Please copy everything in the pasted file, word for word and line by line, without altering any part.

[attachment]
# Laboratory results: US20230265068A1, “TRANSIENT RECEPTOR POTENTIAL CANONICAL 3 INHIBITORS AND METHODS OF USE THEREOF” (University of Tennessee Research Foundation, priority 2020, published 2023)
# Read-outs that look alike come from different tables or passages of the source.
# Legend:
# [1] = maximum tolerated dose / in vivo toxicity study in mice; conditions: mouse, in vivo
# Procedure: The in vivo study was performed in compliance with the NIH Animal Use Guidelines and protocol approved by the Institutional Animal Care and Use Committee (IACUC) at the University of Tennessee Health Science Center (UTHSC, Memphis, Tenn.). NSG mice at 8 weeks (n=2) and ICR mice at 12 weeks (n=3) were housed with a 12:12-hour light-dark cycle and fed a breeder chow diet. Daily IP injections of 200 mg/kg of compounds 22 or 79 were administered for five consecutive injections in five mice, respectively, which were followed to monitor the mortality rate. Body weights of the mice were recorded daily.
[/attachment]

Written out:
# Laboratory results: US20230265068A1, “TRANSIENT RECEPTOR POTENTIAL CANONICAL 3 INHIBITORS AND METHODS OF USE THEREOF” (University of Tennessee Research Foundation, priority 2020, published 2023)
# Read-outs that look alike come from different tables or passages of the source.
# Legend:
# [1] = maximum tolerated dose / in vivo toxicity study in mice; conditions: mouse, in vivo
# Procedure: The in vivo study was performed in compliance with the NIH Animal Use Guidelines and protocol approved by the Institutional Animal Care and Use Committee (IACUC) at the University of Tennessee Health Science Center (UTHSC, Memphis, Tenn.). NSG mice at 8 weeks (n=2) and ICR mice at 12 weeks (n=3) were housed with a 12:12-hour light-dark cycle and fed a breeder chow diet. Daily IP injections of 200 mg/kg of compounds 22 or 79 were administered for five consecutive injections in five mice, respectively, which were followed to monitor the mortality rate. Body weights of the mice were recorded daily.